The self-driving Zeabuz Zeam electric ferry begins operation this summer
As an acronym for “Zero Emission Autonomous Mobility”, the Zeabuz Zeam electric ferry is the world’s first commercial self-driving passenger ferry, and it’s almost ready for launch. Technology provider Zeabuz developed its zero-emissions multihull, which will be constructed by Brdrene Aa and run by the Norwegian maritime firm Torghatten.
Starting this summer, the Zeabuz Zeam electric ferry will transport passengers between the Stockholm islands of Kungsholmen and Södermalm. According to the designers, the 39-foot ferry can accommodate up to 24 passengers and will run every 15 minutes for up to 15 hours every day, decreasing traffic congestion in the coastal metropolis and carbon emissions.
“Many large cities around the world have problems with congestion, lack of capacity, and environmental and air pollution,” stated Reidun Svarva, chief business development officer at Torghatten. “Self-driving technology will be part of the solution and will be good for both the climate and people.”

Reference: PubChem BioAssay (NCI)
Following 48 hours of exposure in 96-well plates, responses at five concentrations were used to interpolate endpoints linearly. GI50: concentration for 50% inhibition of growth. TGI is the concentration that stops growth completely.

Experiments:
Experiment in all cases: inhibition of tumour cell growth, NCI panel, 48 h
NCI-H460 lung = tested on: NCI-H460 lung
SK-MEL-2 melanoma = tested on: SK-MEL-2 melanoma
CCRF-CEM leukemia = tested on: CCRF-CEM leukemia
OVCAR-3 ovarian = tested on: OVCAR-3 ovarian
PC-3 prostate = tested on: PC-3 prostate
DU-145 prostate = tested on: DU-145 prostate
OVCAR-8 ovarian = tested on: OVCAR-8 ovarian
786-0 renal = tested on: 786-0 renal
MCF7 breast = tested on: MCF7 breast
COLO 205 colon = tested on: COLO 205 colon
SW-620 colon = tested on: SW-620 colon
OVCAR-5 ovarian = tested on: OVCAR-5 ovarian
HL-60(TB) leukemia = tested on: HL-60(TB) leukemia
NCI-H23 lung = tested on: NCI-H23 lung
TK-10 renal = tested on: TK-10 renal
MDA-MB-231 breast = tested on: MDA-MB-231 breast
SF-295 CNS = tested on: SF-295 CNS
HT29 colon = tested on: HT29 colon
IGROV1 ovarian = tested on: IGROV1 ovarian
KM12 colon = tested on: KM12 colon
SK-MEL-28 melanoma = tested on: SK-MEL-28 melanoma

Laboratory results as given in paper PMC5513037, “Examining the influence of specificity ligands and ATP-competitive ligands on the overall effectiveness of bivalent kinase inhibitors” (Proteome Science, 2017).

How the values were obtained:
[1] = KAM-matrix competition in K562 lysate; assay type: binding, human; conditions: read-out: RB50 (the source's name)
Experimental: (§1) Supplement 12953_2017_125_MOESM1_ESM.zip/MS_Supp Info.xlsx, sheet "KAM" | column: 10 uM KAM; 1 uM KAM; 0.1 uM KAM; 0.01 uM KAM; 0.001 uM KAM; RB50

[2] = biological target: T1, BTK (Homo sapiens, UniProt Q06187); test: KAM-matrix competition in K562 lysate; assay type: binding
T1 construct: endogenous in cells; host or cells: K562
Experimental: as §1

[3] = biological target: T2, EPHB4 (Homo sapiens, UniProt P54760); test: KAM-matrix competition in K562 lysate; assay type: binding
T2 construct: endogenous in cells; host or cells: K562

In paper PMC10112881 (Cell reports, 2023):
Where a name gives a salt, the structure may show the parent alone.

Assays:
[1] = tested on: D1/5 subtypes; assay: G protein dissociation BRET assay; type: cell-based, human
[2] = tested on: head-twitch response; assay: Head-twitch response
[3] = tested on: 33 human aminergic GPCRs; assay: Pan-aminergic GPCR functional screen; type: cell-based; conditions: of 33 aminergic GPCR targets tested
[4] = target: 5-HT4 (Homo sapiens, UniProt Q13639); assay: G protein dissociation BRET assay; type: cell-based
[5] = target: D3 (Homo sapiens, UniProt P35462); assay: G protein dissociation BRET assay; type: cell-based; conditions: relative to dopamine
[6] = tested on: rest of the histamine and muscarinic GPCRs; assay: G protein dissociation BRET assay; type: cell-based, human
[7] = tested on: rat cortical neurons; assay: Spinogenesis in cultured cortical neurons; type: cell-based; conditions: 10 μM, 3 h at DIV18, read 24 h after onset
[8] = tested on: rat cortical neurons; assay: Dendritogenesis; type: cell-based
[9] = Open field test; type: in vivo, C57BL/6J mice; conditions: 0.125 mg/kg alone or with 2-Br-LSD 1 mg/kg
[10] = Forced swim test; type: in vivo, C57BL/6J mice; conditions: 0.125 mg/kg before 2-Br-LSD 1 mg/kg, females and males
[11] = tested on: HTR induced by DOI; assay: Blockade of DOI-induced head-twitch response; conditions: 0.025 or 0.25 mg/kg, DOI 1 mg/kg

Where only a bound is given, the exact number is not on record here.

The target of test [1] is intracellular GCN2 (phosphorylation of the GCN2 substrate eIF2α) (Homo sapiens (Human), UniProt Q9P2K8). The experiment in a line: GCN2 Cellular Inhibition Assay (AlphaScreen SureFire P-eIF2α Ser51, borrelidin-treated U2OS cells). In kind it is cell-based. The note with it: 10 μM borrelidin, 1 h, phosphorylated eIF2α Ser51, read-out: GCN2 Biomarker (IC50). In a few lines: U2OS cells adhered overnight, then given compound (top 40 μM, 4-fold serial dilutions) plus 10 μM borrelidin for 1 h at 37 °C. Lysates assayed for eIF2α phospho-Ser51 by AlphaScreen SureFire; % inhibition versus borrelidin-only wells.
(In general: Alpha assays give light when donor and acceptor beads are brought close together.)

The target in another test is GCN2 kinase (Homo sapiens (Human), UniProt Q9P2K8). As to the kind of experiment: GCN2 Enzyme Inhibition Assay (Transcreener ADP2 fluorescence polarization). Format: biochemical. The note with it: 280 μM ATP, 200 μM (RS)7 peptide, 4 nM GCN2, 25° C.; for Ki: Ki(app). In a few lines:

The Zeam is equipped with a 188 kWh Zem battery bank, solar panels on the roof, and an electric motor. The AI-based transportation will employ radar, LiDAR, and cameras to track things on the water while also using infrared. Additionally, it will use GPS for locating and ultrasonic sensors for automatic docking movements. Torghatten promises that the self-sailing technology has been well tested and is safe.
The design team chose to keep a security operator on board at all times to monitor the system and be prepared to take over manual driving even if the vehicle is autonomous. The boat’s solar panels soak up energy during the day, providing enough to refuel and enable independent operation. Operators plug the electric ferry with a power cable at night so it will be ready for use the next day.
For the 2024 Olympics, Paris is apparently considering employing the Zeabuz Zeam electric ferry on the Seine. The boat is expected to make its premiere in Stockholm this June.